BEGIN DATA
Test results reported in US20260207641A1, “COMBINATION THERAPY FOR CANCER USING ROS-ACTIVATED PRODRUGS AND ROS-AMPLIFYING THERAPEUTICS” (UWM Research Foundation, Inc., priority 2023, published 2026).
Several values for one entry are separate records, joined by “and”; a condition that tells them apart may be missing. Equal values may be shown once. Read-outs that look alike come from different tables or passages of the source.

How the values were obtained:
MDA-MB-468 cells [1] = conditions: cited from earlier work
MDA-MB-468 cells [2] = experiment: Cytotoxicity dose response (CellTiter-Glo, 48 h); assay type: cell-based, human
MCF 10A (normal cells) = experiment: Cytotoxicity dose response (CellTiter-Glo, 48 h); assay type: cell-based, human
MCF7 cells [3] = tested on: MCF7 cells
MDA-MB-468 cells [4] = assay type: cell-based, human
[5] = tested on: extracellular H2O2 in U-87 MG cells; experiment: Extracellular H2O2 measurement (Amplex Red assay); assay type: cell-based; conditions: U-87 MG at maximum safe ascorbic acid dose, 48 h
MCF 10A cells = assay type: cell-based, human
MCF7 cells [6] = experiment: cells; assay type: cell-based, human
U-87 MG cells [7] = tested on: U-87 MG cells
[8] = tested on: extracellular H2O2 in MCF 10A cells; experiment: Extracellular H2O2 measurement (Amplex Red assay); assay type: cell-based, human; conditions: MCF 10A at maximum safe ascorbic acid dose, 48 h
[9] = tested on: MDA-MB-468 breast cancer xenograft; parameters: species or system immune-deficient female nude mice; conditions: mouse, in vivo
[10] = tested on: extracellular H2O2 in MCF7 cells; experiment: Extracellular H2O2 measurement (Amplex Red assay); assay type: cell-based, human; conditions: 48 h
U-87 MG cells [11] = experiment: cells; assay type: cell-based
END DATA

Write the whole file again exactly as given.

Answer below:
Test results reported in US20260207641A1, “COMBINATION THERAPY FOR CANCER USING ROS-ACTIVATED PRODRUGS AND ROS-AMPLIFYING THERAPEUTICS” (UWM Research Foundation, Inc., priority 2023, published 2026).
Several values for one entry are separate records, joined by “and”; a condition that tells them apart may be missing. Equal values may be shown once. Read-outs that look alike come from different tables or passages of the source.

How the values were obtained:
MDA-MB-468 cells [1] = conditions: cited from earlier work
MDA-MB-468 cells [2] = experiment: Cytotoxicity dose response (CellTiter-Glo, 48 h); assay type: cell-based, human
MCF 10A (normal cells) = experiment: Cytotoxicity dose response (CellTiter-Glo, 48 h); assay type: cell-based, human
MCF7 cells [3] = tested on: MCF7 cells
MDA-MB-468 cells [4] = assay type: cell-based, human
[5] = tested on: extracellular H2O2 in U-87 MG cells; experiment: Extracellular H2O2 measurement (Amplex Red assay); assay type: cell-based; conditions: U-87 MG at maximum safe ascorbic acid dose, 48 h
MCF 10A cells = assay type: cell-based, human
MCF7 cells [6] = experiment: cells; assay type: cell-based, human
U-87 MG cells [7] = tested on: U-87 MG cells
[8] = tested on: extracellular H2O2 in MCF 10A cells; experiment: Extracellular H2O2 measurement (Amplex Red assay); assay type: cell-based, human; conditions: MCF 10A at maximum safe ascorbic acid dose, 48 h
[9] = tested on: MDA-MB-468 breast cancer xenograft; parameters: species or system immune-deficient female nude mice; conditions: mouse, in vivo
[10] = tested on: extracellular H2O2 in MCF7 cells; experiment: Extracellular H2O2 measurement (Amplex Red assay); assay type: cell-based, human; conditions: 48 h
U-87 MG cells [11] = experiment: cells; assay type: cell-based